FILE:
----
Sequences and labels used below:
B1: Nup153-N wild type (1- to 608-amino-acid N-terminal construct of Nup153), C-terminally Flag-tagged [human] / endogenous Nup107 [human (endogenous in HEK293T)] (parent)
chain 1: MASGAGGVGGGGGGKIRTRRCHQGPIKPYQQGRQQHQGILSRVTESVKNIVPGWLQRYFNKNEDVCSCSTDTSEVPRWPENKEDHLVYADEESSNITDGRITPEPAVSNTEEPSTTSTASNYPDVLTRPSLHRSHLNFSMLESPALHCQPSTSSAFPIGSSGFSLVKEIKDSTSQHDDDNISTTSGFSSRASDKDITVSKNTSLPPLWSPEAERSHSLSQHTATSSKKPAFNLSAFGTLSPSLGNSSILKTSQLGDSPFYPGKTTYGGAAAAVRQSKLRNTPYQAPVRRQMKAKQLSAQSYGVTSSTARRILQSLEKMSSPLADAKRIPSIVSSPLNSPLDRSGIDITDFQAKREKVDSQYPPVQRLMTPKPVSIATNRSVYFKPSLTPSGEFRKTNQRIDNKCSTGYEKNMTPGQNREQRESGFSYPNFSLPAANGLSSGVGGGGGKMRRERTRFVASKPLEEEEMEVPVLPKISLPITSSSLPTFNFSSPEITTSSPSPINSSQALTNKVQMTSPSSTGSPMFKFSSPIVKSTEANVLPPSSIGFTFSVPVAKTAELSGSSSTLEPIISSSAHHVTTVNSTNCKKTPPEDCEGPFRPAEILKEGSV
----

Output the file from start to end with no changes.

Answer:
Sequences and labels used below:
B1: Nup153-N wild type (1- to 608-amino-acid N-terminal construct of Nup153), C-terminally Flag-tagged [human] / endogenous Nup107 [human (endogenous in HEK293T)] (parent)
chain 1: MASGAGGVGGGGGGKIRTRRCHQGPIKPYQQGRQQHQGILSRVTESVKNIVPGWLQRYFNKNEDVCSCSTDTSEVPRWPENKEDHLVYADEESSNITDGRITPEPAVSNTEEPSTTSTASNYPDVLTRPSLHRSHLNFSMLESPALHCQPSTSSAFPIGSSGFSLVKEIKDSTSQHDDDNISTTSGFSSRASDKDITVSKNTSLPPLWSPEAERSHSLSQHTATSSKKPAFNLSAFGTLSPSLGNSSILKTSQLGDSPFYPGKTTYGGAAAAVRQSKLRNTPYQAPVRRQMKAKQLSAQSYGVTSSTARRILQSLEKMSSPLADAKRIPSIVSSPLNSPLDRSGIDITDFQAKREKVDSQYPPVQRLMTPKPVSIATNRSVYFKPSLTPSGEFRKTNQRIDNKCSTGYEKNMTPGQNREQRESGFSYPNFSLPAANGLSSGVGGGGGKMRRERTRFVASKPLEEEEMEVPVLPKISLPITSSSLPTFNFSSPEITTSSPSPINSSQALTNKVQMTSPSSTGSPMFKFSSPIVKSTEANVLPPSSIGFTFSVPVAKTAELSGSSSTLEPIISSSAHHVTTVNSTNCKKTPPEDCEGPFRPAEILKEGSV